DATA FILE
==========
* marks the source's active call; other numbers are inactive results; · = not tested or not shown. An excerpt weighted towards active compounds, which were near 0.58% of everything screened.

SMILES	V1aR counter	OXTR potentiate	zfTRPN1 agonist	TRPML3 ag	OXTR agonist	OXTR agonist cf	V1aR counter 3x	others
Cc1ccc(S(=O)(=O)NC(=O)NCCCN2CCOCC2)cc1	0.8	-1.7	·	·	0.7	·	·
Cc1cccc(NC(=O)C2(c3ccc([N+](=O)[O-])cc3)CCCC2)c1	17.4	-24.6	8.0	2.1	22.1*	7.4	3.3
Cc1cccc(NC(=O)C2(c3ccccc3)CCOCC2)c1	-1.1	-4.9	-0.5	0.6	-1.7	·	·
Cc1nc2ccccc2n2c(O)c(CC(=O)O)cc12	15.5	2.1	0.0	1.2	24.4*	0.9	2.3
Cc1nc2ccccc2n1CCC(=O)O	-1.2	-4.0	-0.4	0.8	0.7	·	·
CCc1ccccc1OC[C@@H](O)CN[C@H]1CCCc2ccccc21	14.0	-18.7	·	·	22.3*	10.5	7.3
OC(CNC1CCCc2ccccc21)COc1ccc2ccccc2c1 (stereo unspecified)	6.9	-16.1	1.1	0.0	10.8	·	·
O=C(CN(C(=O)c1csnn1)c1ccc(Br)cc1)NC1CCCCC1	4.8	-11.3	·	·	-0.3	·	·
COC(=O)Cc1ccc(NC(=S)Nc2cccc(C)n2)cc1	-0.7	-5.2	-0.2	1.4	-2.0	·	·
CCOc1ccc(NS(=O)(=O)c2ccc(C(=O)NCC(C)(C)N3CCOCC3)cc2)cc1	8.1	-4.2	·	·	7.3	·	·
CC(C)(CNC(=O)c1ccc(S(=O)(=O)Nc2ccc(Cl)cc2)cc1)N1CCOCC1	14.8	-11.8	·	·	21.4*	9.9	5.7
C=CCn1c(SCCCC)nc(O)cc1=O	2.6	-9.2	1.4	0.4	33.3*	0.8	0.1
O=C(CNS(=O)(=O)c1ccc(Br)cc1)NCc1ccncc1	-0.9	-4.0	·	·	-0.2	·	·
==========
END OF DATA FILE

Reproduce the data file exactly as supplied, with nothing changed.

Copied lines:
* marks the source's active call; other numbers are inactive results; · = not tested or not shown. An excerpt weighted towards active compounds, which were near 0.58% of everything screened.

SMILES	V1aR counter	OXTR potentiate	zfTRPN1 agonist	TRPML3 ag	OXTR agonist	OXTR agonist cf	V1aR counter 3x	others
Cc1ccc(S(=O)(=O)NC(=O)NCCCN2CCOCC2)cc1	0.8	-1.7	·	·	0.7	·	·
Cc1cccc(NC(=O)C2(c3ccc([N+](=O)[O-])cc3)CCCC2)c1	17.4	-24.6	8.0	2.1	22.1*	7.4	3.3
Cc1cccc(NC(=O)C2(c3ccccc3)CCOCC2)c1	-1.1	-4.9	-0.5	0.6	-1.7	·	·
Cc1nc2ccccc2n2c(O)c(CC(=O)O)cc12	15.5	2.1	0.0	1.2	24.4*	0.9	2.3
Cc1nc2ccccc2n1CCC(=O)O	-1.2	-4.0	-0.4	0.8	0.7	·	·
CCc1ccccc1OC[C@@H](O)CN[C@H]1CCCc2ccccc21	14.0	-18.7	·	·	22.3*	10.5	7.3
OC(CNC1CCCc2ccccc21)COc1ccc2ccccc2c1 (stereo unspecified)	6.9	-16.1	1.1	0.0	10.8	·	·
O=C(CN(C(=O)c1csnn1)c1ccc(Br)cc1)NC1CCCCC1	4.8	-11.3	·	·	-0.3	·	·
COC(=O)Cc1ccc(NC(=S)Nc2cccc(C)n2)cc1	-0.7	-5.2	-0.2	1.4	-2.0	·	·
CCOc1ccc(NS(=O)(=O)c2ccc(C(=O)NCC(C)(C)N3CCOCC3)cc2)cc1	8.1	-4.2	·	·	7.3	·	·
CC(C)(CNC(=O)c1ccc(S(=O)(=O)Nc2ccc(Cl)cc2)cc1)N1CCOCC1	14.8	-11.8	·	·	21.4*	9.9	5.7
C=CCn1c(SCCCC)nc(O)cc1=O	2.6	-9.2	1.4	0.4	33.3*	0.8	0.1
O=C(CNS(=O)(=O)c1ccc(Br)cc1)NCc1ccncc1	-0.9	-4.0	·	·	-0.2	·	·